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The Gentleman's Express: Tech-Tips from the JIOC

Table of Contents

Lucas Fan Motor Repairs

Author: TECH

There comes the time when one of those fans ceases to operate even when supplied with the necessary power. Chances are that the brushgear is worn out. So let’s get it overhauled. First, disconnect the supply lead, then remove the fan motor, fan assembly and support spider as a unit from the shroud - 7/16" socket and ratchet. At the bench, dismount the fan from the motor (setscrew). Some WD-40 may be useful to release the shaft. If it is stubborn, press it out (don’t hammer it out or you’ll be SORRY you did!) Undo the bolts holding the motor to the spider.

Now, inspect the motor unit. At the shaft end, is there noticeable sideways play between the shaft bushing and the housing? If so, we need a new motor so call your local Lucas dealer and get a P/ N 78550. These newer motors are slightly different from the original, having an axial adjustment screw on the base end of the unit, perform well and are made in Yugoslavia, of all places! The problem of the play is that, at sometime, it must have seized to the shaft and rotated in the housing. The resultant wear of the alloy housing is hard to repair, and chances are that you will have damaged the bearing support spring to get it all apart. These springs are not available!

If the motor appears to have no side-play, remove the two long bolts and separate the shaft, end bell and armature from the housing. Note the presence of any spacer washers. Now clean out the housing and put a few drops of light oil in the bearing socket and set aside while you work on the armature.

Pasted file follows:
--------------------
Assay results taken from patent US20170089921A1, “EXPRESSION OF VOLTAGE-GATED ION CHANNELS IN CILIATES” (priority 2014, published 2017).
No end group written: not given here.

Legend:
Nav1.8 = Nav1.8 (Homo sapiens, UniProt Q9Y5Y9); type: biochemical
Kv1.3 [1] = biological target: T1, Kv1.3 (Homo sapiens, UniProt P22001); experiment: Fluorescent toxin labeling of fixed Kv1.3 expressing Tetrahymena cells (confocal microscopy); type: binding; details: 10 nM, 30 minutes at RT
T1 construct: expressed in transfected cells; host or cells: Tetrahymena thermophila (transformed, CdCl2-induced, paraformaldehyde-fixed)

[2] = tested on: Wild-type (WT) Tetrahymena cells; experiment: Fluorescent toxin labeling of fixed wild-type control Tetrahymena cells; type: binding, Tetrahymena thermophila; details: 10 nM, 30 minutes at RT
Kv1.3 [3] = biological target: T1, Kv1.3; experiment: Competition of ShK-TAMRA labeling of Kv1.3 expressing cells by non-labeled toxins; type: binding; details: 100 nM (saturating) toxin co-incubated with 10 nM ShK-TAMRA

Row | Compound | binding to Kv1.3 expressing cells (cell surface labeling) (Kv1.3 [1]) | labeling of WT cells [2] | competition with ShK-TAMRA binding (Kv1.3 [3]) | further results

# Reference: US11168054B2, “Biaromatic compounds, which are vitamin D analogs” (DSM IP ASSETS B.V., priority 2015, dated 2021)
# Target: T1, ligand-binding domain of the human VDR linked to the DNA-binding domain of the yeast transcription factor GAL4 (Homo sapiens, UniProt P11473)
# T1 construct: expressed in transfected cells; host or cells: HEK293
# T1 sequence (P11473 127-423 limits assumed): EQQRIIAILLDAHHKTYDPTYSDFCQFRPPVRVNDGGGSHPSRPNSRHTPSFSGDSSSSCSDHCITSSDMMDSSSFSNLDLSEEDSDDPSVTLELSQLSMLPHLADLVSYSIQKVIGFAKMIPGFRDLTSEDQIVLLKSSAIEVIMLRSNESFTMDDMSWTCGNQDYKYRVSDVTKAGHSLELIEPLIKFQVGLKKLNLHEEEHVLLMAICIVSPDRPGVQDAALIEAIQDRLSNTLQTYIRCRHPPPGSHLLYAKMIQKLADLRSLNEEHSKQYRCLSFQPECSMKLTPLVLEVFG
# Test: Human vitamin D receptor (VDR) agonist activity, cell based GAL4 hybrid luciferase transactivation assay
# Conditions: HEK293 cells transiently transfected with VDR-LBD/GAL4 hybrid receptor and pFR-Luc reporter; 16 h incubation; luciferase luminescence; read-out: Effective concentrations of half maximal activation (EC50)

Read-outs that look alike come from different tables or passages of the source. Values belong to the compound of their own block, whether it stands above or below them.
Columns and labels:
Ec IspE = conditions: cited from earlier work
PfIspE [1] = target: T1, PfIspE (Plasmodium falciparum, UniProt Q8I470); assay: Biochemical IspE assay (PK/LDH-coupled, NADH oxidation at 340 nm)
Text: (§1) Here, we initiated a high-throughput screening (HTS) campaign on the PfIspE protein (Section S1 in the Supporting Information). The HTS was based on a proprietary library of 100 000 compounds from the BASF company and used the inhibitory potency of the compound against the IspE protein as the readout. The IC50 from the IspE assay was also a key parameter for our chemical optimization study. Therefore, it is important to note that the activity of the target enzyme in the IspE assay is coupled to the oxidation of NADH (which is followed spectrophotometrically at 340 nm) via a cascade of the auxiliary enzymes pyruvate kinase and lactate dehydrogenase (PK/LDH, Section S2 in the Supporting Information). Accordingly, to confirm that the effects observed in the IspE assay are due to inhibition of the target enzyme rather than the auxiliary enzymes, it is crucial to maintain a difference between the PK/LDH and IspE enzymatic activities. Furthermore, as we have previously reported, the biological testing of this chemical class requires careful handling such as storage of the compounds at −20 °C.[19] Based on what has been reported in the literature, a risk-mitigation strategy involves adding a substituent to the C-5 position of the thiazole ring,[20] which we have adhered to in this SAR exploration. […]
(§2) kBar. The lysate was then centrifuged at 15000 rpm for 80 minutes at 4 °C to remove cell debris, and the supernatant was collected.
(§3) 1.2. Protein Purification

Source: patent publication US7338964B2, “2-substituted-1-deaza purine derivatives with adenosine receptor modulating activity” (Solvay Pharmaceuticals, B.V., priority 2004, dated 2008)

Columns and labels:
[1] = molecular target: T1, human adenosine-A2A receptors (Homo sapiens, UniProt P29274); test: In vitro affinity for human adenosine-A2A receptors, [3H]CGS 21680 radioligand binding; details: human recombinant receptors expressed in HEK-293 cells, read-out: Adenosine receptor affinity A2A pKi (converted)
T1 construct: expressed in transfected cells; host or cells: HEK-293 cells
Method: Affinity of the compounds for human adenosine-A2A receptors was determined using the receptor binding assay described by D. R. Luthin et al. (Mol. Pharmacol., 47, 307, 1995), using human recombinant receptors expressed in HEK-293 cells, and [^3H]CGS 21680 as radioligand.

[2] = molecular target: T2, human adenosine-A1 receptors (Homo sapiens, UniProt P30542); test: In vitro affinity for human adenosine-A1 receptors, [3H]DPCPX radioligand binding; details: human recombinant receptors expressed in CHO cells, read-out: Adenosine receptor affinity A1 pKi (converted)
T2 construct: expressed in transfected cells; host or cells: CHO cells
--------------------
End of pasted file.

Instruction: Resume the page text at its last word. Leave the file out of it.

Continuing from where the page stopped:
With outside c-clip pliers, remove the clip from the shaft and ease the shaft out of the bearing. Again note the location of spacer washers. The brushes will drop off the commutator in this process. If an air hose is available, blow out the armature of any brush dust. Inspect the commutator and, if just dirty and not evidently badly scarred and worn, place the assembly in a drill press and gently polish it with #600 paper. Not too much, just enough to make it shiny again!

Back to the end bell. Note the condition of the brushes. Probably well worn down. So remove the three Phillips head screws and withdraw the plate. Clean the inside of the bell, light oil the inner surface of the bearing and lay aside. At this point, you will need Lucas’ replacement brush assembly. The one most commonly available is Lucas P/N WKB101 (54704696), BUT it is wired differently and uses three brushes. No problem, if you are handy with soldering iron and insulating materials. If you compare your original brushplate wiring with the new one, chances are that you will find that the blue and red wires go to the wrong brushes.

So, first of all, remove the third brush and its yellow lead completely. Cut the lead off your old unit, about 1 “from the pass-through molded grommet. Then attach (solder) this lead assembly to the new brush plate leads at the same location BUT with the colors reversed. Insulate the two joints properly. This maintains the necessary polarity and thus the direction of rotation.

Place the new brushplate in the endbell, same orientation as the original and attach with the new screws provided. Slip the assembly over the shaft (remember the washers). To get it to its right location, you will have to hold back the two brushes as the commutator passes them. Secure with washer and c-clip. Place some silicone sealer in the bell’s end groove. Now install the armature in the housing (washer) carefully. It will want to leap into position due to magnetic attraction. Helps to ensure that the housing and bell are aligned first. Both have indications in the outer lip. Install long bolts and nuts. Check for ease of rotation.

Make an electrical check now with suitable leads. The visible connector on the motor should be positive (red). Hold carefully - the unit tends to jump on start-up. Should run smoothly and direction of rotation should be anticlockwise when viewed from the shaft end. If all’s well, replace in the spider, attach the fan, reinstall on the shroud and hook-up the leads. You’re back in business.

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Contents copyright 2008, 2009 - Jody F. Kerr

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